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Josh Klecko follows in footsteps of his famous father

Perhaps in just a few years there could be another defensive tackle with“Klecko” on the back of his jersey rushing the quarterback.

Perhaps in just a few years there could be another defensive tackle with “Klecko” on the back of his jersey rushing the quarterback and making big plays in the NFL.

Meet Josh Klecko, the son of legendary Jets defensive lineman Joe Klecko. Josh, a high school senior at Red Bank Catholic in Red Bank, N.J., who is dominating the competition in the Shore Conference, was one of the first players to commit to this year’s recruiting class at Rutgers.

The younger Klecko is the on-field image of a father who is part of the Jets’ “Ring of Honor” and was one of the most feared and revered defensive linemen during an 11-year career that began in 1977. Joe was always quick off the line and technically strong, traits now seen in his son.

“Whenever I watch my dad I honestly see a lot of myself. Just the way he used to do everything is exactly like me; at least that’s what I think. The way he used his hands is what I try to do,” Josh told Metro. “And even though my dad thinks I do not use my hands [enough] sometimes, I feel like I’m getting better and hopefully I can be as good as him.”

Josh turned down offers from UMass and fellow Big East member Temple to join Rutgers in 2013. At 6-foot-2 and 235 pounds, Josh isn’t the type of bulky interior defensive linemen that grabs headlines, but he is technically proficient and has the frame to add size.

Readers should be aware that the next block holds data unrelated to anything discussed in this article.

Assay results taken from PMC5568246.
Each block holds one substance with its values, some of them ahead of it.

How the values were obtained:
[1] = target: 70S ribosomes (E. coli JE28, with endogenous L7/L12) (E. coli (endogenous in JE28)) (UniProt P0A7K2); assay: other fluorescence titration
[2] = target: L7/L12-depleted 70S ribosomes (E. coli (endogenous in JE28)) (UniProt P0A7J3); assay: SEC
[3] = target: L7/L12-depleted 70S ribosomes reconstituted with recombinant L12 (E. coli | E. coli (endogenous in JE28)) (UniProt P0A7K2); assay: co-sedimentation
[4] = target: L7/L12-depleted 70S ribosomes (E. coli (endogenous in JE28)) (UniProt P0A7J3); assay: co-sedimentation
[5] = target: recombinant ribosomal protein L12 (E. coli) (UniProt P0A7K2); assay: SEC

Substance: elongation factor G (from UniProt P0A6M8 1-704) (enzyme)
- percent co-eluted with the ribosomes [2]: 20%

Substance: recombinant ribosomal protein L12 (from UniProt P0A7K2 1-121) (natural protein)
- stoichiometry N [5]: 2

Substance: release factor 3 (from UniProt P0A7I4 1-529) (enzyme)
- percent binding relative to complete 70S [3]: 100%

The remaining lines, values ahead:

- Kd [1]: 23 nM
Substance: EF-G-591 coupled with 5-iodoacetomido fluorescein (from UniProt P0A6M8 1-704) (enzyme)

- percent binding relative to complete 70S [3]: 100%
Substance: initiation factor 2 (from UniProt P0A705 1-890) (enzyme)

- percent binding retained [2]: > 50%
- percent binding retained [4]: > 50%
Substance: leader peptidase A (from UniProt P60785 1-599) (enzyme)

Josh will be asked to play the tilted nose tackle, the position his father made famous with the Jets. He will align between the center and the guard and occupy both of the blockers.

Not only was his father a four-time Pro Bowl selection, but Josh’s brother Dan was a former Big East Defensive Player of the Year at Temple who won three Super Bowls in an NFL career that ended in 2010. Even at just 5-foot-11, Dan was known as a technique, high-motor nose tackle who consistently got to the quarterback.

For Josh, he can cite his father’s influence in his development.

“I never played a down of football until eighth grade when he finally said I can play, which I was shocked I was allowed to do,” Josh said. “When I started I couldn’t do anything right and not until about last year did my dad give me my first compliment. Training with him is not exactly ‘fun,’ but it’s really, really hard and it definitely gets me a lot better. Without my dad, I don’t know where I’d be.”

“Josh can play anywhere along the defensive line. His ability and techniques do not limit him,” his father Joe said. “All I said [to him] was, ‘If you want it bad enough you can achieve it.’

“You just try to convey things to him that worked for yourself — a lot of things — but most of our concentration is about techniques and the mental part of the game.”



Follow Jets beat writer Kristian Dyer on Twitter @KristianRDyer.

 
 
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